Ontario has pledged $25 million in funding for cycling programs across the province.
The funding will be rolled out over the next three years, with the first $10 million allotted to help municipalities expand their cycling routes. An additional $15 million will be dedicated to fund pilot programs including building cycling infrastructure on provincial highways and bridges.
And for cycling enthusiasts like Eleanor McMahon, this is nothing but good news.
“We’re thrilled; we’ve been fighting for this funding for years.”
With this kind of money, the President and CEO of Share the Road Coalition adds, “we will be able to bridge the gap for existing projects, and also fund new ones.”
The idea of cycling on an Ontario highway may not sound like a fun way to get around. But it’s not as foreign elsewhere: Jurisdictions such as British Columbia already have infrastructure in place allowing cyclists to ride on some highways and bridges.
Good thing, too: Richard Campbell, President of the B.C. Cycling Coalition, warns that because of higher speeds drivers and cyclists do need to take extra caution on highways.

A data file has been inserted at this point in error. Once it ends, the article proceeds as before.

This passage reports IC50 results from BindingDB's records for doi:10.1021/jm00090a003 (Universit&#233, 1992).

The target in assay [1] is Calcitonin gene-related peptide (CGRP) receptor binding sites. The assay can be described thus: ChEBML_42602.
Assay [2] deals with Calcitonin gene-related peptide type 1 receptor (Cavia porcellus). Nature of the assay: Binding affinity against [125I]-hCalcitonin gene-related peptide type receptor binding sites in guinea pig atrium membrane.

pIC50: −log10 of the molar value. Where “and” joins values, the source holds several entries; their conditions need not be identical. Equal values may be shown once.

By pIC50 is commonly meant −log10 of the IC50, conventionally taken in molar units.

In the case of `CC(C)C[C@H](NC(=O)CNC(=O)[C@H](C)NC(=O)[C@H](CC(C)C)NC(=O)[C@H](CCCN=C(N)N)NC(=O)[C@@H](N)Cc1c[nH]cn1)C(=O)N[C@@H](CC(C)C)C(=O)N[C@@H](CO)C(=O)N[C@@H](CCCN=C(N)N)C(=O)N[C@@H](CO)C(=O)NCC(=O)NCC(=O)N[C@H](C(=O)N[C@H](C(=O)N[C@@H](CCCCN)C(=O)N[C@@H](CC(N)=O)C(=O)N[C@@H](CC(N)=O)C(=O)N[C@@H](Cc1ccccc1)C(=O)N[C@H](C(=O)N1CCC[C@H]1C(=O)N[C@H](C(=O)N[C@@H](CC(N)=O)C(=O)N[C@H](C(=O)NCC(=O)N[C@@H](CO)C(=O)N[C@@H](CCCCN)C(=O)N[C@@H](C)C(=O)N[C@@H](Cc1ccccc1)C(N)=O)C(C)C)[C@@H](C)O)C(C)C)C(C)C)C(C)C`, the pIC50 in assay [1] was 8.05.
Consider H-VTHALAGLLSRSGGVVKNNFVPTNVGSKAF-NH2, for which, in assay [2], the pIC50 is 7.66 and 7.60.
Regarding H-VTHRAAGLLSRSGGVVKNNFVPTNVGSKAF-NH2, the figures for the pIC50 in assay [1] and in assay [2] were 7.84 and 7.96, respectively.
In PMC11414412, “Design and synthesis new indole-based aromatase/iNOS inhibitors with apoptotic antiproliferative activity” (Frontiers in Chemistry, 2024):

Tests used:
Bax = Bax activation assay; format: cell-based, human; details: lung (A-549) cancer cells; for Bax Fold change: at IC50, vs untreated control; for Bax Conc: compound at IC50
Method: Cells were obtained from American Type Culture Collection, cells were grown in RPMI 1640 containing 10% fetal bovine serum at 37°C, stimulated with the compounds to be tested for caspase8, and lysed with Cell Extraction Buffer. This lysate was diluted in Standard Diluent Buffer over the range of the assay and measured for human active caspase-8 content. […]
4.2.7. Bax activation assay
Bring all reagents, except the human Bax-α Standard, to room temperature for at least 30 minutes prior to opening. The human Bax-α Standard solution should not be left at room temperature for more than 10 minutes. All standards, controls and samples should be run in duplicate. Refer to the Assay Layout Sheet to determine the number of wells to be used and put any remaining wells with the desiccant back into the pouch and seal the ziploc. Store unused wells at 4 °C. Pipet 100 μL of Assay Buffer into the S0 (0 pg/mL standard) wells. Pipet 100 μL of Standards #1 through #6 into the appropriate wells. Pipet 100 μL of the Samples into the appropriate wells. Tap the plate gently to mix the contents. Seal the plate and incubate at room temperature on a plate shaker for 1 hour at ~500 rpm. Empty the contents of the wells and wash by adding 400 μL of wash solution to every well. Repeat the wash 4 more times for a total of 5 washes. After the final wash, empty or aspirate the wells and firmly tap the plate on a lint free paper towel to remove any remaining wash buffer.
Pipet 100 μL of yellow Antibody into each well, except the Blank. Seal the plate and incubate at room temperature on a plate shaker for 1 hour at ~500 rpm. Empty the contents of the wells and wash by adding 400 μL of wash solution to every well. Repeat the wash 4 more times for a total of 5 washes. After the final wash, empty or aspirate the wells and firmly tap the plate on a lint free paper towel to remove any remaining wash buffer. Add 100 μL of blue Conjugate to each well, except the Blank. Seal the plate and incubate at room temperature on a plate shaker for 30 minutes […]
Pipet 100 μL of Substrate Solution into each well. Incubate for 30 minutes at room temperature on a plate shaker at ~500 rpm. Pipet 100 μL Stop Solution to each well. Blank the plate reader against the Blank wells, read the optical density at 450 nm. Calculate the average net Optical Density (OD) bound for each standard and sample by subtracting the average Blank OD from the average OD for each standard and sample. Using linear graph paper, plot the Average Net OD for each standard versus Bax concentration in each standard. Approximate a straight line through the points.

Specifics of Ontario’s plan remain unknown. And with a provincial election on the horizon some critics have argued the funding is merely tokenistic and, once divided among municipalities, not enough to make any substantial change. (It cost about $2.5-million to build separated bike lanes between Toronto’s King and Bloor streets. The city’s 10-year cycling infrastructure plan would build “up to” 100 km of off-street bicycle paths, 80 km of on-street paths and 8,000 new bike parking spaces, and cost almost $91-million.)
But after years of hard work McMahon sees this latest commitment differently – as a chance not only for infrastructure cash, but for cycling to be part of every transportation-funding equation.
“The government is finally taking cyclists seriously. We fund every other mode of transportation, why not cycling?”